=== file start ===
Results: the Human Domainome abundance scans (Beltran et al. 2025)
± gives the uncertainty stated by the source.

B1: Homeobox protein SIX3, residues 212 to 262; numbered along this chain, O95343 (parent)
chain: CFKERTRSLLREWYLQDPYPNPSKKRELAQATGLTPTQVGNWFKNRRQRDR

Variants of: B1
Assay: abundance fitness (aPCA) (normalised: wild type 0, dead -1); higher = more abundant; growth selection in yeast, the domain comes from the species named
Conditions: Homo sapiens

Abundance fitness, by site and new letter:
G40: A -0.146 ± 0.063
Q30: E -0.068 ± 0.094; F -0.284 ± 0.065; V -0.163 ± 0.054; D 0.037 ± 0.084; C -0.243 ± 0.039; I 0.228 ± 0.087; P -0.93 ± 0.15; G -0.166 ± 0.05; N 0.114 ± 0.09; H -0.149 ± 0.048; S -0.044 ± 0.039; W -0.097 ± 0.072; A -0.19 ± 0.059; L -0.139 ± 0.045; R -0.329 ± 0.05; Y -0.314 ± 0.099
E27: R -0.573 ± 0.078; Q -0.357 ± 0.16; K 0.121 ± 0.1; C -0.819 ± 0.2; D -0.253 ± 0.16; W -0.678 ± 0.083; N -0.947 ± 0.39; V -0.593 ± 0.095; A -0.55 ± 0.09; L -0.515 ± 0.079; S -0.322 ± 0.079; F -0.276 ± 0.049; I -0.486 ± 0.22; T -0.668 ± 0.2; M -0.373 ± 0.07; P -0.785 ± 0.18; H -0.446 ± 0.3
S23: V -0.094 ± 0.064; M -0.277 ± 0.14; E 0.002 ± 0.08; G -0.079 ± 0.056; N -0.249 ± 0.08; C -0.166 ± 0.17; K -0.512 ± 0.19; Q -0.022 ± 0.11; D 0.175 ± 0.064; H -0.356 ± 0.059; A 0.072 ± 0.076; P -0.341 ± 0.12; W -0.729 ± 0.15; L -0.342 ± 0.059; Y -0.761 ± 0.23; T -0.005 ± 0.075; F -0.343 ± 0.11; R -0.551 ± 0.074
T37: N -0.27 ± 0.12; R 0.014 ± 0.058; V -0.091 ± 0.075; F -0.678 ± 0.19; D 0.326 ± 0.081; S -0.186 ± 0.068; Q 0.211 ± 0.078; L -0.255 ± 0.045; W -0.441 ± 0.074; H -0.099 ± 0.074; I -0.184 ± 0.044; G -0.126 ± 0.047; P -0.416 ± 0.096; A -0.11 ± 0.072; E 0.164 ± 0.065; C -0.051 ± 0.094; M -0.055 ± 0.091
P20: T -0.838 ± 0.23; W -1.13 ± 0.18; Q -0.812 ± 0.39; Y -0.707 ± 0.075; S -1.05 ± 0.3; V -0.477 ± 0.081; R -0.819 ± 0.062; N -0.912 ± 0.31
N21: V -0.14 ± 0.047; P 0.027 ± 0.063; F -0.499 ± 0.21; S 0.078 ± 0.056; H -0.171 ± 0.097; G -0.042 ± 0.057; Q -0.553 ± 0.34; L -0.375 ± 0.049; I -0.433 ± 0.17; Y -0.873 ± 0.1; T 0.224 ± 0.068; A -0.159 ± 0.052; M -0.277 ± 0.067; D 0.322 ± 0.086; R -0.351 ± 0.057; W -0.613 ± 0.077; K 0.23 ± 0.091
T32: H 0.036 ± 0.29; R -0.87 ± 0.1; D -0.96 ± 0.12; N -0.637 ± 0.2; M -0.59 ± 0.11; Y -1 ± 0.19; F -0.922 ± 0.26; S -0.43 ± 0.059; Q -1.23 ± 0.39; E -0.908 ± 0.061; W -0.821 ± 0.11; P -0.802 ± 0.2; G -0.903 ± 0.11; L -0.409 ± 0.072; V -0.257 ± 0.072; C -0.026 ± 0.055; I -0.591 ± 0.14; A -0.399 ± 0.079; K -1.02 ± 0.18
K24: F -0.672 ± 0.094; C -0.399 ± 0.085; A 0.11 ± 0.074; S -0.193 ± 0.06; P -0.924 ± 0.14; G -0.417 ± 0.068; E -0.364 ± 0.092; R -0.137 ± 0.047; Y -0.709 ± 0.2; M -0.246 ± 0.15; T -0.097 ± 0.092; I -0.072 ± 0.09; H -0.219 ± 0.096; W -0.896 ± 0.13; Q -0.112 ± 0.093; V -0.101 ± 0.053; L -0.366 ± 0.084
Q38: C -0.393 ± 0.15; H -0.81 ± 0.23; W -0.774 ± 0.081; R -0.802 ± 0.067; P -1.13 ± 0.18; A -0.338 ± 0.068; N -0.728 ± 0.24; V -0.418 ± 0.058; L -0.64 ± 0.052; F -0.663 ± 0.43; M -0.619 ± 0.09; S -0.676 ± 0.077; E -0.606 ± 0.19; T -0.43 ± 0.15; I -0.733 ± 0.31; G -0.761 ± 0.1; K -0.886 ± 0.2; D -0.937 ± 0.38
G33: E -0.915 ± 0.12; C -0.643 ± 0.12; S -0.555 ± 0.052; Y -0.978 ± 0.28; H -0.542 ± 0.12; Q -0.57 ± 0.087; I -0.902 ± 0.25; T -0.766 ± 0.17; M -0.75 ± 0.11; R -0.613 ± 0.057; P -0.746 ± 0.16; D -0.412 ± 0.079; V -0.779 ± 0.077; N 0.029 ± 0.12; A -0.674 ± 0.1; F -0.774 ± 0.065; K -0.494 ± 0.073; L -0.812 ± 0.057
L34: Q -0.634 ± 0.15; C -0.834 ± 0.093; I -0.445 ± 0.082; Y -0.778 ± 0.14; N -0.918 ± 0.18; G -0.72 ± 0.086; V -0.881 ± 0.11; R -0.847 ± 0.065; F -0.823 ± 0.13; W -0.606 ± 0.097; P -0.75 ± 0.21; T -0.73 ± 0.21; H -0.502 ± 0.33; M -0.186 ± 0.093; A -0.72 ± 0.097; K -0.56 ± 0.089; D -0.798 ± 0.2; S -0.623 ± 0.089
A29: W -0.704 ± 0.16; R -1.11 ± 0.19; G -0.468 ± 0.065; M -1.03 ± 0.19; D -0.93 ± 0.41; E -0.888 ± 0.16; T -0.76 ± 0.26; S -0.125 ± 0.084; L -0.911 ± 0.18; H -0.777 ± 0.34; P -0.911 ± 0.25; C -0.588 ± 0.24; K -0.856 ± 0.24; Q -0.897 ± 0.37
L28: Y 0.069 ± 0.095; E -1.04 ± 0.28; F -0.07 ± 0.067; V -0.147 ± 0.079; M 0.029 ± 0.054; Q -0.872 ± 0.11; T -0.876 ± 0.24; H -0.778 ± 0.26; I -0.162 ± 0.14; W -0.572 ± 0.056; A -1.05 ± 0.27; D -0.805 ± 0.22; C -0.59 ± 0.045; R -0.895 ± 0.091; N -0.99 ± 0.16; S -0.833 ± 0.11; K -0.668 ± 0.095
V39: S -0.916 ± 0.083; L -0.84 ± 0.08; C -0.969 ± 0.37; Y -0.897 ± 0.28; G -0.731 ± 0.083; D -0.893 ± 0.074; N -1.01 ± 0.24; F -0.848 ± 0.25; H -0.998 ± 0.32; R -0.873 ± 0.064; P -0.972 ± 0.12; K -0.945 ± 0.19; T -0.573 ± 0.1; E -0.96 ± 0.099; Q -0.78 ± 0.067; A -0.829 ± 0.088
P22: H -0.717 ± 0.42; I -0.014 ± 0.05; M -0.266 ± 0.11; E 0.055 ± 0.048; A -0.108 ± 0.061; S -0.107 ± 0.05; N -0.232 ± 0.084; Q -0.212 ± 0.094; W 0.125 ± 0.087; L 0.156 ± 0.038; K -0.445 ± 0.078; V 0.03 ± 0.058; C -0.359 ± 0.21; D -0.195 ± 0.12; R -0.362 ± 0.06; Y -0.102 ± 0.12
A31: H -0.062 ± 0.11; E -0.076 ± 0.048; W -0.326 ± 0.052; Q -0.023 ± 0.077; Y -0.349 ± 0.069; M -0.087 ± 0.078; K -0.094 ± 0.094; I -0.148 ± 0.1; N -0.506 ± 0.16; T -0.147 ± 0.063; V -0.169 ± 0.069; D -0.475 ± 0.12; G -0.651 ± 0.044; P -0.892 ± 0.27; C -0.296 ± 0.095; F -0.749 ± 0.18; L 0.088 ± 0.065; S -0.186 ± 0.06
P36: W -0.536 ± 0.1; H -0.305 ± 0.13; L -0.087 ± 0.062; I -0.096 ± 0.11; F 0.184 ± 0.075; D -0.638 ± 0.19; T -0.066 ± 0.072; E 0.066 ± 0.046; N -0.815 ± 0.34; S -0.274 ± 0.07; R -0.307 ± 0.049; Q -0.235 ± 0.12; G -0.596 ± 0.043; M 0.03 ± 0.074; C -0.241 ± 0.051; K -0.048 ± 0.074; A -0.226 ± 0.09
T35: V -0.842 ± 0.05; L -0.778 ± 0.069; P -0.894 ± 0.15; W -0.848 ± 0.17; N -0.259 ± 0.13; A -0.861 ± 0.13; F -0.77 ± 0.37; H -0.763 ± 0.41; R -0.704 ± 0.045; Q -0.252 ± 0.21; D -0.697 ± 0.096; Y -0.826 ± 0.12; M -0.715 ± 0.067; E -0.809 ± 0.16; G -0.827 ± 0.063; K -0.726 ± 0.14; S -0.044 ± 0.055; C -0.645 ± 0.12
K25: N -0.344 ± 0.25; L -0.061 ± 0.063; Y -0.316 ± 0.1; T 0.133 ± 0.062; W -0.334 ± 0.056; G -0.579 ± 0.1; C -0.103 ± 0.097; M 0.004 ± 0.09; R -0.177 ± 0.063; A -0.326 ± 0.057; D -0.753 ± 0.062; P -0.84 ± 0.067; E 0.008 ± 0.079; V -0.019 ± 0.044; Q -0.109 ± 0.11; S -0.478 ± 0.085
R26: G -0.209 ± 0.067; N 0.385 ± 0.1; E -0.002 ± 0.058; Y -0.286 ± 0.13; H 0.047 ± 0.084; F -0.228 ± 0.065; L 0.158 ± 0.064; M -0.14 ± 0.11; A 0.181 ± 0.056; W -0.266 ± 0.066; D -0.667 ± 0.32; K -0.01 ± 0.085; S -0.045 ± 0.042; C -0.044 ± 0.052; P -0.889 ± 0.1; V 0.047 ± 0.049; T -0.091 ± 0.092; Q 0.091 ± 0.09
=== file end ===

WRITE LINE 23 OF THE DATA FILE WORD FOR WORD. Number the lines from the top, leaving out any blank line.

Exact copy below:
V39: S -0.916 ± 0.083; L -0.84 ± 0.08; C -0.969 ± 0.37; Y -0.897 ± 0.28; G -0.731 ± 0.083; D -0.893 ± 0.074; N -1.01 ± 0.24; F -0.848 ± 0.25; H -0.998 ± 0.32; R -0.873 ± 0.064; P -0.972 ± 0.12; K -0.945 ± 0.19; T -0.573 ± 0.1; E -0.96 ± 0.099; Q -0.78 ± 0.067; A -0.829 ± 0.088